21st century technology meets rural village life
If you can’t see yourself getting through a whole week without checking your emails, firing off a quick text or googling something, close your eyes and take a deep breath. Try, for a minute, to image a life without any coverage at all – ever. No phone calls, no emails, no texts, no google searching, no facebook status updates.
It’s probably difficult to image the far reaching consequences that this virtual blackout could have on your life. That’s because beyond organising an after-work drink with your mates or sending off that vital proposal to your boss, we often forget the fundamental advantages of being connected.
Being connected means having access to an abundance of information for free. It means the potential to get educated, to speak your mind, to communicate with long lost friends and make new ones, to build your professional network, to transform your potential and open the door to more possibilities than ever before.
When cultures collide
Connect Africa is embarking on an exciting new project. In Zambia, where rural infrastructure is under-developed and electricity, not to mention internet and mobile phone coverage, is restricted to more urban areas, CA will be following an exclusive story.
From today, a team of “Connected” women will embark on a journey to start the process of documenting and locating all the Palaces of rural Chiefs whose people do not yet enjoy the benefits of access to technology.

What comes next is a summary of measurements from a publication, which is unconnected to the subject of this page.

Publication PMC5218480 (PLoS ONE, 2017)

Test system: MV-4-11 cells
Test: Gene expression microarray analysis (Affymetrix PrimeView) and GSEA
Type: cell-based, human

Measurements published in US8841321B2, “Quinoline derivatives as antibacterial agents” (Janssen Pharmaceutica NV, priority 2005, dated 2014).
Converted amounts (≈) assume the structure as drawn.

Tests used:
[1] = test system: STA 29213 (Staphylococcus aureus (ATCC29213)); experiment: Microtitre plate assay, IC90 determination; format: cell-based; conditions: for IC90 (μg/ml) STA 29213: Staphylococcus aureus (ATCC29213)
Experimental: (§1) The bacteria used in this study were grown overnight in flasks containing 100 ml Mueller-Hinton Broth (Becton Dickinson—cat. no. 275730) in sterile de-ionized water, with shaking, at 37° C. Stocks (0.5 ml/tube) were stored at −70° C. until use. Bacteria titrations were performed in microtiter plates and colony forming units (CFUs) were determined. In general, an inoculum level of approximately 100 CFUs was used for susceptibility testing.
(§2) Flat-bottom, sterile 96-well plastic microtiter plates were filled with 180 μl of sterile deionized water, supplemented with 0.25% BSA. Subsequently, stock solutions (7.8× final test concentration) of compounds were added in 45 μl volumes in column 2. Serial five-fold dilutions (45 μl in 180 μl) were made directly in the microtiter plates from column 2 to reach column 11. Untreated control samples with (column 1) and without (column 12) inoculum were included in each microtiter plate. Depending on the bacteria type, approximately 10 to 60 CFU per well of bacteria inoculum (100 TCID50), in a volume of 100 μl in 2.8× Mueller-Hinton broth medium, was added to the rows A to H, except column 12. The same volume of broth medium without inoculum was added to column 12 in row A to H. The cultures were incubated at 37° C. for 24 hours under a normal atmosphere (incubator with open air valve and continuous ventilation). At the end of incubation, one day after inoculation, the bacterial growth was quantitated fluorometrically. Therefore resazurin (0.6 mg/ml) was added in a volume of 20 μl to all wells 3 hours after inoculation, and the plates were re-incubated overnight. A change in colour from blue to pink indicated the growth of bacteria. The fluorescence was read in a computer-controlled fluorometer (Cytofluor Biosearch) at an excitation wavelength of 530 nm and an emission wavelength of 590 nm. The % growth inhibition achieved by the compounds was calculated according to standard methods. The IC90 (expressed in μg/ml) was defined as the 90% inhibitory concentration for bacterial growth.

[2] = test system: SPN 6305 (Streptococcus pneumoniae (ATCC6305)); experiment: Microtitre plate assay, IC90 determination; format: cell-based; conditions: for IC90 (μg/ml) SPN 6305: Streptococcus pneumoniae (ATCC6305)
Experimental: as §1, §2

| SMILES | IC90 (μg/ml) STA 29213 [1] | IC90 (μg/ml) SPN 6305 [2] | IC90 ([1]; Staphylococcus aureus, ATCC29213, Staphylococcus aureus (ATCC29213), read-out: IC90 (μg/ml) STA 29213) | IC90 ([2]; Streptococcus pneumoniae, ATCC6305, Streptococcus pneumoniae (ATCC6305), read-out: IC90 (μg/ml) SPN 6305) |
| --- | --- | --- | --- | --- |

The Palace locations will be marked using GPS technology with a view to connect them to the information highway and our team of women will be actively writing, blogging and tweeting our experiences to highlight the benefits – and drawbacks – of access to today’s technology.
Connect Africa on the road
We will bundu bash in convoy through rough terrain and traverse city nightlife tar to reach ambling and sleepy remote villages. Inching past herds of cattle while roadside vendors go about their everyday business, or admiring the glances and giggling excitement of the hordes of children that crowd around the arrival of anything new, this promises to be an inspirational story of what happens when 21st century communication technology meets rural culture.
Over the next few weeks, visiting Chiefs in Central Province and documenting the stories of their local communities, the expedition will explore the hopes, dreams and aspirations of communities as they are introduced to new technology as part of their daily life.